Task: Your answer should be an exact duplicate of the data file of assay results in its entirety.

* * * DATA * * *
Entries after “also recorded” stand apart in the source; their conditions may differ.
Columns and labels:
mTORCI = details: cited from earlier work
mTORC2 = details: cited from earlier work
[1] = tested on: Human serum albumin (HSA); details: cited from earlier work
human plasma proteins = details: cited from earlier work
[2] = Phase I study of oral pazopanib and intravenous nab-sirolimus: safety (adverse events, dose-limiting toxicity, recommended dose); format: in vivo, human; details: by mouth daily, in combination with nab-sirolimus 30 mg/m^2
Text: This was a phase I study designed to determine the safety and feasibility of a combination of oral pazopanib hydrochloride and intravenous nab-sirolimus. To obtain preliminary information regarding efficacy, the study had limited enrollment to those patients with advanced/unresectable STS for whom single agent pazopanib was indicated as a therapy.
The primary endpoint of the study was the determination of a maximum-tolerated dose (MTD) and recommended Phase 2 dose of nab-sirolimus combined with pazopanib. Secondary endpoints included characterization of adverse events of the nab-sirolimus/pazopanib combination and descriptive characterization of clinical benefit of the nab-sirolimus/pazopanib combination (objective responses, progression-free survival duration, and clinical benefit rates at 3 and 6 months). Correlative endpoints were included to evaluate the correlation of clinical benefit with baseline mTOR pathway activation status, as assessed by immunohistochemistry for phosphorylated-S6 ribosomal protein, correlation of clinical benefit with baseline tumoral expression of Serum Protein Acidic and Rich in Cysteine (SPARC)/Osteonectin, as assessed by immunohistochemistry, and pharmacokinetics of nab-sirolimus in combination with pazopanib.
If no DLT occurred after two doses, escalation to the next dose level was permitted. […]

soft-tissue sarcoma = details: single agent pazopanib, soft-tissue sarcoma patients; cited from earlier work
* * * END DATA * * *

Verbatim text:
Entries after “also recorded” stand apart in the source; their conditions may differ.
Columns and labels:
mTORCI = details: cited from earlier work
mTORC2 = details: cited from earlier work
[1] = tested on: Human serum albumin (HSA); details: cited from earlier work
human plasma proteins = details: cited from earlier work
[2] = Phase I study of oral pazopanib and intravenous nab-sirolimus: safety (adverse events, dose-limiting toxicity, recommended dose); format: in vivo, human; details: by mouth daily, in combination with nab-sirolimus 30 mg/m^2
Text: This was a phase I study designed to determine the safety and feasibility of a combination of oral pazopanib hydrochloride and intravenous nab-sirolimus. To obtain preliminary information regarding efficacy, the study had limited enrollment to those patients with advanced/unresectable STS for whom single agent pazopanib was indicated as a therapy.
The primary endpoint of the study was the determination of a maximum-tolerated dose (MTD) and recommended Phase 2 dose of nab-sirolimus combined with pazopanib. Secondary endpoints included characterization of adverse events of the nab-sirolimus/pazopanib combination and descriptive characterization of clinical benefit of the nab-sirolimus/pazopanib combination (objective responses, progression-free survival duration, and clinical benefit rates at 3 and 6 months). Correlative endpoints were included to evaluate the correlation of clinical benefit with baseline mTOR pathway activation status, as assessed by immunohistochemistry for phosphorylated-S6 ribosomal protein, correlation of clinical benefit with baseline tumoral expression of Serum Protein Acidic and Rich in Cysteine (SPARC)/Osteonectin, as assessed by immunohistochemistry, and pharmacokinetics of nab-sirolimus in combination with pazopanib.
If no DLT occurred after two doses, escalation to the next dose level was permitted. […]

soft-tissue sarcoma = details: single agent pazopanib, soft-tissue sarcoma patients; cited from earlier work